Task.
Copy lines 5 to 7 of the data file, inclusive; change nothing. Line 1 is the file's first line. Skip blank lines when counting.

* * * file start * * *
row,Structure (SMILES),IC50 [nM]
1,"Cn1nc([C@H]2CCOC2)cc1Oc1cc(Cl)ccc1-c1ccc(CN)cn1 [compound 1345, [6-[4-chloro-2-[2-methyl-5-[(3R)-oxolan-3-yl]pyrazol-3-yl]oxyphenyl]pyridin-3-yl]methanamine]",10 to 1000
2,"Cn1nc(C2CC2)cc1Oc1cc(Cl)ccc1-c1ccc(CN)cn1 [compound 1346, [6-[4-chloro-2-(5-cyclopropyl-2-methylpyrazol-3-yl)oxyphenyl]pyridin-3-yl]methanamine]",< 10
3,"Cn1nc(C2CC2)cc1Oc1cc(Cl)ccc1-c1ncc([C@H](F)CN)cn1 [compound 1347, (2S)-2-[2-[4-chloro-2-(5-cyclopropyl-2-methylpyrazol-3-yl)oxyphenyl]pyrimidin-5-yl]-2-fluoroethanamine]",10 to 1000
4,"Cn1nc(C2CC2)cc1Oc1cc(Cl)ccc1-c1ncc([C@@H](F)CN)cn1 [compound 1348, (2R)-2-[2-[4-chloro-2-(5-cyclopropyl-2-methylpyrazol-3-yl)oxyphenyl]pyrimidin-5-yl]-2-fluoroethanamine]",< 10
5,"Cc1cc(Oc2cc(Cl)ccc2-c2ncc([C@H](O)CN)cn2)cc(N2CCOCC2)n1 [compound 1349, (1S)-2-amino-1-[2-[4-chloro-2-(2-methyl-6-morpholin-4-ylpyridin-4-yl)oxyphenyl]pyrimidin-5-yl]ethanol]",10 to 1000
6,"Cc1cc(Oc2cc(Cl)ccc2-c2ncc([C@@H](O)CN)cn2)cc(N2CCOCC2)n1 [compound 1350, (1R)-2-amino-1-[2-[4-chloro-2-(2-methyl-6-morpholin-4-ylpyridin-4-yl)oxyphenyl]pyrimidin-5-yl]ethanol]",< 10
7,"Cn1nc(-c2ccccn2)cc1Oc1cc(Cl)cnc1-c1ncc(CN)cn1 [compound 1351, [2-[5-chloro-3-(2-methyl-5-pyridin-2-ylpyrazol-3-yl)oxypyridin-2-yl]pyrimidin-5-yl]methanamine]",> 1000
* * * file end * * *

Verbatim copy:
4,"Cn1nc(C2CC2)cc1Oc1cc(Cl)ccc1-c1ncc([C@@H](F)CN)cn1 [compound 1348, (2R)-2-[2-[4-chloro-2-(5-cyclopropyl-2-methylpyrazol-3-yl)oxyphenyl]pyrimidin-5-yl]-2-fluoroethanamine]",< 10
5,"Cc1cc(Oc2cc(Cl)ccc2-c2ncc([C@H](O)CN)cn2)cc(N2CCOCC2)n1 [compound 1349, (1S)-2-amino-1-[2-[4-chloro-2-(2-methyl-6-morpholin-4-ylpyridin-4-yl)oxyphenyl]pyrimidin-5-yl]ethanol]",10 to 1000
6,"Cc1cc(Oc2cc(Cl)ccc2-c2ncc([C@@H](O)CN)cn2)cc(N2CCOCC2)n1 [compound 1350, (1R)-2-amino-1-[2-[4-chloro-2-(2-methyl-6-morpholin-4-ylpyridin-4-yl)oxyphenyl]pyrimidin-5-yl]ethanol]",< 10